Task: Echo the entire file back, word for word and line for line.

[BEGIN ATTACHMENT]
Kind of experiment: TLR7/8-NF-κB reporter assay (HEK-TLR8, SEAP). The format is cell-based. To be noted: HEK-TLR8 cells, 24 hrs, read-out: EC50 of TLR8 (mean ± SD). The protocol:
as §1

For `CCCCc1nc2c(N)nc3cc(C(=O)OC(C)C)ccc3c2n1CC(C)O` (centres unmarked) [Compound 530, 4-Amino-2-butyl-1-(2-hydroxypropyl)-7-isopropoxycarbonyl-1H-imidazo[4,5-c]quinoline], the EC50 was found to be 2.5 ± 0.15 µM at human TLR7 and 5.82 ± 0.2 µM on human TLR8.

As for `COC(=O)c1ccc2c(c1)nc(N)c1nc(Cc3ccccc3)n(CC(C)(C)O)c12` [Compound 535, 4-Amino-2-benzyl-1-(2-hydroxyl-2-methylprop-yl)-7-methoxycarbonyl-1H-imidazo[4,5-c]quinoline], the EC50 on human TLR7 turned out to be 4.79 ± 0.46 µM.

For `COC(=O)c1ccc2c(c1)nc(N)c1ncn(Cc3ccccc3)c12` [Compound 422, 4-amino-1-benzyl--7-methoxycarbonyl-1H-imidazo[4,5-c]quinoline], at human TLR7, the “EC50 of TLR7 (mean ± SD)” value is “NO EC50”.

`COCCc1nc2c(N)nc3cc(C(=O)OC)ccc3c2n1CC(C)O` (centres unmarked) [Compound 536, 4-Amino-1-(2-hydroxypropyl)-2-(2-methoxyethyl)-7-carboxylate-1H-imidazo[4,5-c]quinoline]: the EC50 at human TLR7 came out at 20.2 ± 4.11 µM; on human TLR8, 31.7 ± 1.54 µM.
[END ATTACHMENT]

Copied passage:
Kind of experiment: TLR7/8-NF-κB reporter assay (HEK-TLR8, SEAP). The format is cell-based. To be noted: HEK-TLR8 cells, 24 hrs, read-out: EC50 of TLR8 (mean ± SD). The protocol:
as §1

For `CCCCc1nc2c(N)nc3cc(C(=O)OC(C)C)ccc3c2n1CC(C)O` (centres unmarked) [Compound 530, 4-Amino-2-butyl-1-(2-hydroxypropyl)-7-isopropoxycarbonyl-1H-imidazo[4,5-c]quinoline], the EC50 was found to be 2.5 ± 0.15 µM at human TLR7 and 5.82 ± 0.2 µM on human TLR8.

As for `COC(=O)c1ccc2c(c1)nc(N)c1nc(Cc3ccccc3)n(CC(C)(C)O)c12` [Compound 535, 4-Amino-2-benzyl-1-(2-hydroxyl-2-methylprop-yl)-7-methoxycarbonyl-1H-imidazo[4,5-c]quinoline], the EC50 on human TLR7 turned out to be 4.79 ± 0.46 µM.

For `COC(=O)c1ccc2c(c1)nc(N)c1ncn(Cc3ccccc3)c12` [Compound 422, 4-amino-1-benzyl--7-methoxycarbonyl-1H-imidazo[4,5-c]quinoline], at human TLR7, the “EC50 of TLR7 (mean ± SD)” value is “NO EC50”.

`COCCc1nc2c(N)nc3cc(C(=O)OC)ccc3c2n1CC(C)O` (centres unmarked) [Compound 536, 4-Amino-1-(2-hydroxypropyl)-2-(2-methoxyethyl)-7-carboxylate-1H-imidazo[4,5-c]quinoline]: the EC50 at human TLR7 came out at 20.2 ± 4.11 µM; on human TLR8, 31.7 ± 1.54 µM.